A.S.P. is actively involved in all aspects of the operations at the sites in which we operate. We strongly believe that the readiness for emergency events comes through constant training.
This September, The Greater Sudbury Airport Authority held a full-scale emergency exercise that A.S.P. participated in to ensure the readiness of our team, should it be required in an event such as this one.
The exercise consisted of a simulated plane crash on the YSB grounds involving a passenger aircraft and a small private plane. It involved all relevant emergency responders from Greater Sudbury Police, EMS, Fire and all “hands on deck” for the YSB Emergency Teams.
The exercise was a great success and assisted us in further developing protocols and internal training that will improve the service and emergency readiness that is delivered at YSB and all other aerodromes in which we operate.
By Debbie Ciccotelli, Director, Strategic Initiative and Acting Manager, Human Resources
It’s the most wonderful time of the year – everywhere except at the airport. For most of us, the holiday season is a time of rejoicing and spending time with family and friends; however, it’s getting there that is often the most significant hassle.
To get to their holiday celebration, many people must endure the stress of holiday travel. With record high volumes expected at airports over the holiday travel season, combined with potentially bad weather, flight delays, long queues and wait times, as well as an increase in inexperienced travellers, our aviation employees must be prepared and committed to delivering exceptional customer service during this peak holiday season.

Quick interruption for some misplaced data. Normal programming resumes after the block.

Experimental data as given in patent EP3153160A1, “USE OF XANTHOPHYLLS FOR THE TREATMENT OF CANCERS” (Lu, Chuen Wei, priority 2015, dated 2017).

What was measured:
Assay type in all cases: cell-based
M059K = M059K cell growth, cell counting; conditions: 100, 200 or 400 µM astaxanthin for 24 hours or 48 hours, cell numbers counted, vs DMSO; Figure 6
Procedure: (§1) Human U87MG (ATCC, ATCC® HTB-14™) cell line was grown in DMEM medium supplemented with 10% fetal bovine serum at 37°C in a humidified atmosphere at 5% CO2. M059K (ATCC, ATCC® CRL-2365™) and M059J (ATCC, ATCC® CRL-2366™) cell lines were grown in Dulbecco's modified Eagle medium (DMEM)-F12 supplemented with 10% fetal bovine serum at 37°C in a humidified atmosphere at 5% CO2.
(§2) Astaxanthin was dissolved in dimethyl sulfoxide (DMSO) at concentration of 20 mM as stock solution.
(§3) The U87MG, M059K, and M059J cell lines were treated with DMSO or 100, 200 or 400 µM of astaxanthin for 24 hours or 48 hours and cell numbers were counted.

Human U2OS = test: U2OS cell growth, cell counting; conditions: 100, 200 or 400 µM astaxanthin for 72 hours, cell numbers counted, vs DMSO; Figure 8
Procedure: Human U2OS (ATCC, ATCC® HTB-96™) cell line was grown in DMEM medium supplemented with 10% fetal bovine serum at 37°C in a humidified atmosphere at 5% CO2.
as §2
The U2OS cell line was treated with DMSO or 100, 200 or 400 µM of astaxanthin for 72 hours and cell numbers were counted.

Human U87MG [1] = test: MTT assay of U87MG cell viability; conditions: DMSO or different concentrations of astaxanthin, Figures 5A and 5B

Today’s passengers have higher expectations for quality and service and Airport Authorities are committed to providing best-in-class passenger experiences. A.S.P. employees (both Security and Customer Service) are Airport Ambassadors – we are in the business to serve and protect – it is what we do! Our staff will be dealing with higher volumes of passengers and greater pressure during the holiday season and our goal is to make each passenger’s journey more relaxed and less stressful by going the extra mile, wherever possible.
As Airport Ambassadors, we need to exhibit a positive, feel good energy that is consistent with the mood and theme of the holiday season and to understand and empathize with the stress and anxiety that passengers are experiencing.
We can do this by:
Greeting everyone with a warm welcome and a smile.
Maintaining a positive and cheerful attitude.
Listening and understanding passenger questions/concerns.
Being empathetic, patient and considerate.
Directing, assisting and supporting passengers in a professional, friendly and competent manner.
Not taking passenger frustration personally – look at it as an opportunity to turn their day around.
So, get into the holiday spirit, keep a smile on your face and possess a servant’s heart.
By Mary Christidis, Manager, Customer Service
We had our first monthly TEA and TALK and it was a great success!
Every month, we will invite a small group of OSR agents to hear feedback over a cup a tea. Feedback is a critical component to a successful operation and I appreciate all the open dialogue.
By Mina Khani, OSR Training Coordinator
We had the pleasure of a GTAA Terminal Service Representative (TSR) joining us in our class from Nov 18 – Nov 26.
TSR Anna Scida joined us for this training to oversee the information passed on during the training and provide feedback to improve the quality of the training. The picture below was taken during job-shadowing in Terminal 1.